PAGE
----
ItchyFeetTraveler

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Washington, DC

Washington, DC Sites Photo Gallery - Washington, DC, the capital city of the United States, is a vacation destination for millions of people from all over the world. They come to visit the Smithsonian Museums, to see the monuments and memorials on the National Mall, to learn about the history behind these iconic structures, and to see the buildings that house the offices of our nation's government leaders. There is plenty to see and do in our Nation's Capital. This photo gallery includes some of the sites visited by most tourists.
2014 White House Spring Garden Tour - Twice each year in the spring and again in the fall, the gardens on the South Lawn of the White House are opened to the public. Tours require no advanced reservations and open to anyone with a timed ticket. These tickets can be obtains at the entry point of the tour. The self-guided tours can be completed in 30 minutes or two hours. Taking the tour is as close as most visitors will get to "The People's House." 
National Gallery of Art Sculpture Garden - The Garden exhibits 17 modern and contemporary sculptures primarily by American artists. The shady 6.1 acre enclave provides a tranquil respite amid the hubbub of traffic between two busy streets along the National Mall. The lush plantings surrounding the art include perennials, shrubs and flowering trees. The garden is the ideal venue for lunch or the Friday evening Jazz in the Garden concert series. The central fountain, a piece of art in itself, provides a cool spray to ward off the summer heat and transforms into an ice rink in the winter.

Hirshhorn Sculpture Garden - Latvian born Joseph Hirshhorn passed through Ellis Island at the age of six. He dropped out high school at thirteen, made a small fortune just weeks before the 1929 stock market crash then went on to make a huge fortune in Canadian uranium mining. After collecting an eclectic mix of modern art during his lifetime, he donated his entire 6,000 piece collection to the Smithsonian Museum in the United States. The donut-shaped Hirshhorn Museum was built to house the collection. When he died in 1981, he left the Smithsonian another 6,000 pieces. The Hirshhorn Sculpture Garden, located on the National Mall just north of the Museum, displays sculptures by some of the best known national and international artists.
Anacostia Community Museum - The museum interprets the Black experience from the 1800s to the present in both in the United States and African communities around the world. Approximately 6,000 objects are on display including photographs, personal papers, books, audio and video clips, art works, archaeological materials, textiles, furniture, musical instruments, and clothing. Museum visitors can also learn about African American history and culture through film screenings, educational programs, workshops and lectures and, by appointment, peruse the museum library’s 5,000 volumes.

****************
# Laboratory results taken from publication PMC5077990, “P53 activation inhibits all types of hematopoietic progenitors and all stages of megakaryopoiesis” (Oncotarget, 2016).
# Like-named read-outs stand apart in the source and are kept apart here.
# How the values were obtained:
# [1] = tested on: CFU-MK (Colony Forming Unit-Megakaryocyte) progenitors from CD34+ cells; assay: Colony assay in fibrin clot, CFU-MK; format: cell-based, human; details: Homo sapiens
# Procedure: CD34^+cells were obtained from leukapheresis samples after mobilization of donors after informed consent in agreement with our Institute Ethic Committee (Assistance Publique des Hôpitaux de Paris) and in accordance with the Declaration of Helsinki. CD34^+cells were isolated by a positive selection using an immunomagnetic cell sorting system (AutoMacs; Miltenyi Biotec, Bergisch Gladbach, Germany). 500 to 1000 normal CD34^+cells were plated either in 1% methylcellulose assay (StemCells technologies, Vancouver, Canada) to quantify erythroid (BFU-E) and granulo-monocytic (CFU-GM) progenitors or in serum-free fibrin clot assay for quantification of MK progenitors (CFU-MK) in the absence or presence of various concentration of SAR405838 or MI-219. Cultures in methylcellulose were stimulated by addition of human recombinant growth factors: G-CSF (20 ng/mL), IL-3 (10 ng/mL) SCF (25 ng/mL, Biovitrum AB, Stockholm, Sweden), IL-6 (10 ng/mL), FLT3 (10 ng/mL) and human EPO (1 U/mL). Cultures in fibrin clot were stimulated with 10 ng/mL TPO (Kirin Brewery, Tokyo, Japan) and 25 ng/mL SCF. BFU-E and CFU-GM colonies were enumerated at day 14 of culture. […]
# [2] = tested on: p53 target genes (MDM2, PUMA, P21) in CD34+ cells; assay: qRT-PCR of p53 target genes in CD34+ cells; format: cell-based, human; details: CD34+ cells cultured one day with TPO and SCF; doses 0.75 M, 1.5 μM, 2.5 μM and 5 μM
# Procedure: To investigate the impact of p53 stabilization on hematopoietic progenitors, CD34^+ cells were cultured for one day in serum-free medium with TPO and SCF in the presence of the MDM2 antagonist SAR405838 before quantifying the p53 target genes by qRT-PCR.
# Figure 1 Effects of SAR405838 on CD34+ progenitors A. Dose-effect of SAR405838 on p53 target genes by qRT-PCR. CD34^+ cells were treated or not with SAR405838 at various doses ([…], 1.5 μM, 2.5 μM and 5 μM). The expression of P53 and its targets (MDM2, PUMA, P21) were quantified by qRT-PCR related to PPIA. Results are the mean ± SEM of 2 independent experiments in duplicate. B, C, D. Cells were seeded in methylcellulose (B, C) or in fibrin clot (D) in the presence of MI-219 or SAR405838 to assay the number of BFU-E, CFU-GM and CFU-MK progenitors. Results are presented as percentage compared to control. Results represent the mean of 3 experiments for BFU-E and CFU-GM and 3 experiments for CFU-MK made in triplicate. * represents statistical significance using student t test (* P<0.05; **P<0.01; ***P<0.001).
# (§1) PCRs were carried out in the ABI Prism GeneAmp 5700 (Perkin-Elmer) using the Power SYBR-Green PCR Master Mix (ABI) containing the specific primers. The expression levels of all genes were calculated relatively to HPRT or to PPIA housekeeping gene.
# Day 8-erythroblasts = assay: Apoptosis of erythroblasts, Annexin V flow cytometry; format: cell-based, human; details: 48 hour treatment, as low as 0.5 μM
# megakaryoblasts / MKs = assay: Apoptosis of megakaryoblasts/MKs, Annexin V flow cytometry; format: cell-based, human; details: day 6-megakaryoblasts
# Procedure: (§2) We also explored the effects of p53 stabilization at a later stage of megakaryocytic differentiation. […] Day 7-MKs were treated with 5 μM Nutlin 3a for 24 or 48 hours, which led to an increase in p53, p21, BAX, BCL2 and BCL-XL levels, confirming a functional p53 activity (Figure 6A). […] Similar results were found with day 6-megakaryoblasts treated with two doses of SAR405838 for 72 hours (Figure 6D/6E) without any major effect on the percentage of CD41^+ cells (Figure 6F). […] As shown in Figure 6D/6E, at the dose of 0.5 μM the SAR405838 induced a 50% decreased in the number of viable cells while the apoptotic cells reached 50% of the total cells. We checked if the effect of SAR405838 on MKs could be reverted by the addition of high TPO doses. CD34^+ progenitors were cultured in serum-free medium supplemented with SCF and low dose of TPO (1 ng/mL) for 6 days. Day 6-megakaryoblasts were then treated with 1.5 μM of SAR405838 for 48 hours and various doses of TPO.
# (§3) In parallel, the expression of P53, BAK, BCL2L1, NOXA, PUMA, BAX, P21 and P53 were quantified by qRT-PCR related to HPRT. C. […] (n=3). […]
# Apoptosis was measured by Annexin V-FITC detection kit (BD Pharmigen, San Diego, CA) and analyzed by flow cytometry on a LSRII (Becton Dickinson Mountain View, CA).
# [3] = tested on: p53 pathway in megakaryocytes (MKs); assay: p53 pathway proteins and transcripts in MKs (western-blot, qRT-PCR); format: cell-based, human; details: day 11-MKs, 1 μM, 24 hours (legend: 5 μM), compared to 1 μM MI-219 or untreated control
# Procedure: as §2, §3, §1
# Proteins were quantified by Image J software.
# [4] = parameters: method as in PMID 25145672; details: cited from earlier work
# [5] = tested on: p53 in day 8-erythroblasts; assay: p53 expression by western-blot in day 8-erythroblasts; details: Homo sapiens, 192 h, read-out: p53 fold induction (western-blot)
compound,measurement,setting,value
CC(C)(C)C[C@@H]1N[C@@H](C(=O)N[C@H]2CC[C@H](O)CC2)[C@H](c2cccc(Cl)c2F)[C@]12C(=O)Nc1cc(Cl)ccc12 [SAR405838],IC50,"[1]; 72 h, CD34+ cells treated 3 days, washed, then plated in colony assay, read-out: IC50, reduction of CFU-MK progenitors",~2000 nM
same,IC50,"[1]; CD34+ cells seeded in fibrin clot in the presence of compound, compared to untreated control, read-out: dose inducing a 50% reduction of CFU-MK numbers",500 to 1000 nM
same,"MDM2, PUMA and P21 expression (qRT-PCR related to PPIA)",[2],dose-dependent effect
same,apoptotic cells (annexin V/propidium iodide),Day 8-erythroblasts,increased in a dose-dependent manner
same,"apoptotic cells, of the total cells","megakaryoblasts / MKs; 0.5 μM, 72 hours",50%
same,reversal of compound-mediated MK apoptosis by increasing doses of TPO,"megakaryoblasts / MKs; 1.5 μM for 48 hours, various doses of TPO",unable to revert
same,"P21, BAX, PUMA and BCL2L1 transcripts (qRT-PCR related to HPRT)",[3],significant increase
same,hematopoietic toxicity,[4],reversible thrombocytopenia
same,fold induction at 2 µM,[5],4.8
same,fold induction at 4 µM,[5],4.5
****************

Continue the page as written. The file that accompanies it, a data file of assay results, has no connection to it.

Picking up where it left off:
Franciscan Monastery - The Franciscan Monastery is set on 40 shady acres in northeast Washington, DC. The church and monastery, designated a National Historic Site in 1991, have been a place of worship and pilgrimage for thousands of visitors since the church’s dedication in 1899.  Replicas found in the church and catacombs and on the monastery grounds enable visitors to vicariously experience some of the biblical events we’ve learned about during our spiritual training.
Franklin Delano Roosevelt Memorial - The memorial's four outdoor rooms honor the accomplishments of the 32nd president of the United States. He was elected shortly after the Great Depression and presided during World War II. He is the only president to have been elected to four terms of office. South Dakota red granite cover the walls and floor of the memorial's 7 1/2 acres. 
Fitzgerald Tennis Center - The Fitzgerald Tennis Center is the home of the Citi Open (formerly the Legg Mason Tennis Classic), a place where, for about ten days each year, tennis fans can watch professional tennis players execute points with amazing artistry then on the very next point make the same boneheaded errors that we make on a regular basis. When this happens, many of us shake our heads and say “and they get paid to do that”.   Smithsonian 













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